Hey there, Phantomaniacs!
Today is my birthday. I am thirty-seven years old. It really doesn’t mean all that much except that it’s time for me to start losing a little flab for convention season. I don’t feel older. I do feel a bit wiser.
I have already received several excellent birthday presents – the first is the article you are about to read from Beth Van D. The second is that the horrible annoyance that is my trainee at work is being assigned to another trainer. My managers spoke with me about his progress and I was frank about the fact that the trainee simply does not listen to me and seems to be having difficulty retaining things. I attributed the failure to the both of us and perhaps a lack of communication. But the managers knew full well that this guy was a potential problem. Apparently he had a tough time in the classroom training, as well.
The third gift is that famed local band, Super X-13:
Is playing tonight at Club Famous Pub. I am purely by chance getting a birthday celebration almost custom-made for me. I honestly couldn’t be much happier right now.
The last time I was in the dealer room at Dragon Con I remember thinking “I can get that somewhere else cheaper” about most of the things I wanted to buy. Well, I also thought “god it smells like stale sweat and spoiled cheese in here” but that's not relevant right now. Dharma Initiative patches, Jayne Cobb knit hats, Triforce t-shirts. There's a million places you can get them all now. In some ways it's kind of awesome, but in some ways it's kind of not. Despite some joking inferences that have been made to the contrary I am not a nerd elitist. I really don't care when you knew about something cool. We're all pretty kick ass for recognizing that Star Wars is the best thing since blue milk. Who cares when you knew it? Doctor Who wouldn't still be on if lots of people didn't like it so I really can't bitch about how it's changed right?
Well, me being me I can find a way to bitch about almost anything. I think what bugs me is that when things get too big they get diluted – they lose something that made them special. It's like when a band you love goes from playing small clubs to selling out arenas. The music hasn't changed, but the feeling does. You lose the intimacy, and the connection with the people making the music that made it special. It has nothing to do with people jumping on the bandwagon, it's what happens to the wagon once it's overloaded. It has to slow down and change direction to make all the new people comfortable. That's what's happening to Doctor Who and many of the other things I love.
I'll stick with Doctor Who for a little longer since that's one of my big gripes right now. Tom Baker was my first Doctor. The show was silly and campy and charming. The monsters were made of cardboard, and the TARDIS sets looked like you could bust through them Kool-Aid man style. Now it's all slick, and sexified, and the effects are actually special. It's taking itself too seriously, and starting to suffer for it if the current season is going to continue down it's current path. But it's happened with more than just Doctor Who. Let's talk superheroes. The first two X-Men movies were great. I was arguably biased given that it was always my favorite comic growing up, but they had plenty of appeal for everyone. Then they got so super popular that it seemed like they wanted to broaden it even further. And all the hard work the first two movies did was forgotten when we were faced with 90 minutes of explosions featuring characters loosely based on the X-Men. As an aside I guess that they made the Wolverine origins movie to narrow the appeal back down again. That's the only excuse I think of for them ruining the back stories of many good characters. Given that First Class wasn't bad I'm cautiously optimistic about Days of Future Past, but back to the point. The Spider-Man reboot was really boring, Ryan Reynolds should have stuck to playing Deadpool, and the Superman reboot looks like they're just riding Batman's capetails. Superheroes are even more pervasive than Doctor Who since at least you have to go to a mall to get that merch. You used to be able to identify a kindred spirit by an indie/underground t-shirt or similar accessory. “Hey, you must be really into (insert nerdy thing here) to have gone to the trouble to hunt down that super nerdy thing”. Now it just means that they live near a Target store. I found a women's “vintage” Star Wars t-shirt at Old Navy. I totally still bought one, but I was super conflicted about it. I blame that more on the clothing industry ignoring nerd women. If I see something like that in an actual womens' size I will always buy it, but that's a story for another day.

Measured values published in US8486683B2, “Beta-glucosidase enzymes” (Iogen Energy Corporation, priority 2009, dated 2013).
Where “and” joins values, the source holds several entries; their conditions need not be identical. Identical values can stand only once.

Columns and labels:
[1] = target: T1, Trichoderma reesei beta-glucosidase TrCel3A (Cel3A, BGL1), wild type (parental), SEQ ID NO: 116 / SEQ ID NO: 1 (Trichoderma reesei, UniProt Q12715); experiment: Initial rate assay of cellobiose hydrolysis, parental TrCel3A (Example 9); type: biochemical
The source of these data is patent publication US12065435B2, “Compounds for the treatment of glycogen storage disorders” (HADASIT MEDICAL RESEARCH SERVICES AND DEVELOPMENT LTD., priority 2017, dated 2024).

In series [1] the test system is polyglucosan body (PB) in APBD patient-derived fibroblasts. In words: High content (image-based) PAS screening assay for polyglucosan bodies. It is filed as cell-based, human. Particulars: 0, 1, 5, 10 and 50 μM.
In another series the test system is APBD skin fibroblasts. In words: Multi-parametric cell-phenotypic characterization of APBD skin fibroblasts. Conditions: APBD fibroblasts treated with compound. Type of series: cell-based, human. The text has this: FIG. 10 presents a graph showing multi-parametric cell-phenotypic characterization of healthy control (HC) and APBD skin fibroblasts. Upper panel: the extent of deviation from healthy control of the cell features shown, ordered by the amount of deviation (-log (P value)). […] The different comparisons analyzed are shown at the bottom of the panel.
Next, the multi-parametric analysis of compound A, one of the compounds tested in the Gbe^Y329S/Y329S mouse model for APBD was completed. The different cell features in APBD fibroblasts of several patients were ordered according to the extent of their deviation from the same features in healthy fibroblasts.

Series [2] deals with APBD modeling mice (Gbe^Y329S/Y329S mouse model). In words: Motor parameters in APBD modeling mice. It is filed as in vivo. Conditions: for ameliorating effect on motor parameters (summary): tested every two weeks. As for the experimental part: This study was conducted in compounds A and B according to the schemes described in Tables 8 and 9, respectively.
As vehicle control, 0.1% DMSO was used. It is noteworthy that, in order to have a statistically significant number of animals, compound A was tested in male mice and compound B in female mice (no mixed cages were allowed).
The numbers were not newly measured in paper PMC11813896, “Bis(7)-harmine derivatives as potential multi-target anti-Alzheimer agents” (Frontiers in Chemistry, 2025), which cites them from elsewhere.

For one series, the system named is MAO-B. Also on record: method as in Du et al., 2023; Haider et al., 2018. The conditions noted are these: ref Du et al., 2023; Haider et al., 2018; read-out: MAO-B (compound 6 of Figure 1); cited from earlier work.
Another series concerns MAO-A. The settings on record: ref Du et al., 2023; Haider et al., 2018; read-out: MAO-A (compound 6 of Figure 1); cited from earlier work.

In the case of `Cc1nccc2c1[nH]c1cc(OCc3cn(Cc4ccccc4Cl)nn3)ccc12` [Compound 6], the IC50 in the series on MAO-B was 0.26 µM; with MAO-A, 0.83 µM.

I guess at the end of the day what I really want to say is this: fly your nerd flag high. Like whatever you want to like, wear whatever you want to wear, and shop wherever you want to shop. Just stop once in awhile to consider what nerd pandering might be doing to our various genres. Look what it's done to zombies. My favorite movie monster of all time reduced to a “how to survive the zombie apocalypse” poster at Wal-Mart. The superb Left 4 Dead games forgotten as a game based on The Walking Dead TV series stinks up the place. When everybody likes something they have to make sure that it appeals to everyone, and there are a lot of stupid people in the world to appeal to. Think about it. Do you really want to see every single thing Tolkien ever wrote turned into a 12 hour movie? If your answer is no please, for the love of Zod, burn down Hot Topic.
(the author bears no liability for any Hot Topics that might actually be burned down as a result of this article)
(And that goes double for the editor; but mostly because I actually like Hot Topic)
-Beth Van D